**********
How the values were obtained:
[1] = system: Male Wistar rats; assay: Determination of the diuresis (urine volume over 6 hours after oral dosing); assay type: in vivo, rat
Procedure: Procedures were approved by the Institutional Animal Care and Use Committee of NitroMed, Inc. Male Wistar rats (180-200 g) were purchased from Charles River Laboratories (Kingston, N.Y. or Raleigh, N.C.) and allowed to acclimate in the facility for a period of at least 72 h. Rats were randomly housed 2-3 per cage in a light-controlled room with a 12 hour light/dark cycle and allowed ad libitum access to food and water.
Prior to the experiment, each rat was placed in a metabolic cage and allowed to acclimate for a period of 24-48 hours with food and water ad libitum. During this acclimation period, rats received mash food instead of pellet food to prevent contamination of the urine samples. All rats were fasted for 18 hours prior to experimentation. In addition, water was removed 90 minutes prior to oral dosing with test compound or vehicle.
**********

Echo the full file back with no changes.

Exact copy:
How the values were obtained:
[1] = system: Male Wistar rats; assay: Determination of the diuresis (urine volume over 6 hours after oral dosing); assay type: in vivo, rat
Procedure: Procedures were approved by the Institutional Animal Care and Use Committee of NitroMed, Inc. Male Wistar rats (180-200 g) were purchased from Charles River Laboratories (Kingston, N.Y. or Raleigh, N.C.) and allowed to acclimate in the facility for a period of at least 72 h. Rats were randomly housed 2-3 per cage in a light-controlled room with a 12 hour light/dark cycle and allowed ad libitum access to food and water.
Prior to the experiment, each rat was placed in a metabolic cage and allowed to acclimate for a period of 24-48 hours with food and water ad libitum. During this acclimation period, rats received mash food instead of pellet food to prevent contamination of the urine samples. All rats were fasted for 18 hours prior to experimentation. In addition, water was removed 90 minutes prior to oral dosing with test compound or vehicle.